The Housing Act 2004 applies special rules to have adhered to HMOs. The HMO licensing is intended to improve standards in properties where it was felt tenants were at ‘highest risk’. Generally speaking, a house with three or more stories, occupied by 5 or more people who form 2 or more households (a household being defined as persons belonging to the same family) is classified as an HMO in England and Wales and is and subject to licensing.
The purpose of an HMO license is to ensure that the property is safe and suitable for the number of tenants and to ensure that the person who is managing the property is ‘fit and proper’ You need an HMO license if your property fits the government’s description of an HMO (see below):
• It’s rented to 5 or more people who form more than 1 household
• It’s at least 3 storeys high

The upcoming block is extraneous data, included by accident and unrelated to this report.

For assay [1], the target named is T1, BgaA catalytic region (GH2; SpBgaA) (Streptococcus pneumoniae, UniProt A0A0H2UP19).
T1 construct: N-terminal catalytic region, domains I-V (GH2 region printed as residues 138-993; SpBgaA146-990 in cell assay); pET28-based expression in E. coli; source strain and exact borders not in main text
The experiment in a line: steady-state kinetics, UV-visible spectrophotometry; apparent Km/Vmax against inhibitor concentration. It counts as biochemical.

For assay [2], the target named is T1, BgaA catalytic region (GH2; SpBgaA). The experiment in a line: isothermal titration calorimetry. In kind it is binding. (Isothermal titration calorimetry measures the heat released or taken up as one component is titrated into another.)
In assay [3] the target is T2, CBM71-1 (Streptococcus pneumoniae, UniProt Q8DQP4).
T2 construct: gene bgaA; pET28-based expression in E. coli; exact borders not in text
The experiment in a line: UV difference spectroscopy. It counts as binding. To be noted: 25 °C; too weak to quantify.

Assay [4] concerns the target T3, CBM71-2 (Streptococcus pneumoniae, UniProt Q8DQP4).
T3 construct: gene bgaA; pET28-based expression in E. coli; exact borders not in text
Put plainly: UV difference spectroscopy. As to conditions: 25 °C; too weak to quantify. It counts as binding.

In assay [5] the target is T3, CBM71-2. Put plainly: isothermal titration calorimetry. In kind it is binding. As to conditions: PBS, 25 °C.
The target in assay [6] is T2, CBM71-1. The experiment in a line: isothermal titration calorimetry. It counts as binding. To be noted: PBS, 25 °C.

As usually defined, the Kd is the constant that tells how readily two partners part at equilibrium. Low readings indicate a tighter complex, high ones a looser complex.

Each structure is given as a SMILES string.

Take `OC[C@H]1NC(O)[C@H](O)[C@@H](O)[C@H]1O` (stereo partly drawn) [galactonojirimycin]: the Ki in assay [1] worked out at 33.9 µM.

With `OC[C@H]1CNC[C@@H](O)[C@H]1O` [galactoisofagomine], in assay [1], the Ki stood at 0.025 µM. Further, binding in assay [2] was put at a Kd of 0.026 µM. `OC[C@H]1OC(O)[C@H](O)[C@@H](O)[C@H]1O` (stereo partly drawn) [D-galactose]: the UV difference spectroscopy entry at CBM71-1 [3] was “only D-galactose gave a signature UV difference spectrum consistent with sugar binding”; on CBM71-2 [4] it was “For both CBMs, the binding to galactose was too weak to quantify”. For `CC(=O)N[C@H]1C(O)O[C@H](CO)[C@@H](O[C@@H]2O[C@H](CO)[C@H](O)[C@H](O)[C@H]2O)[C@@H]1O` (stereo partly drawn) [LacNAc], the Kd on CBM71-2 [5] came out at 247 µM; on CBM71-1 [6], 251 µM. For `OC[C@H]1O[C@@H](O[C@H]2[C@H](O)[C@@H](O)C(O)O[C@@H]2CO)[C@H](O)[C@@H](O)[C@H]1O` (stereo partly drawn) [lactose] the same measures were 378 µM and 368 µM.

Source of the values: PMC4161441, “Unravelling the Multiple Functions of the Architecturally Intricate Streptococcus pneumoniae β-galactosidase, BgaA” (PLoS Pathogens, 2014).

• Tenants share toilet, bathroom or kitchen facilities
A variety of criteria, standards and requirements are enforced by inspection before you can get your HMO license granted. It ranges from minimum room sizes to amenities and evidence of safety certificates. Your local council may also add other conditions to your licence such as improving the standard of some facilities and amenities in your property, but they will let you know this during the process. Even if your property is smaller and rented to fewer people, you may still require a HMO license depending on your local council requirements.
HOW TO APPLY FOR A HMO LICENSE
To renew or apply for a new licence, you need to contact your local council to request an application form, you can usually do it online. You can apply for the licence yourself as a landlord, or you can use a property management company like us who might have a better understanding of the process. You’ll be charged a fee that is set by the council, but running the risk of operating a HMO without the necessary application could result in a much bigger fee down the line! In fact, you could get an ‘unlimited fine’ for renting out an unlicensed HMO. For more information you can read the governments full guide on HMO licensing.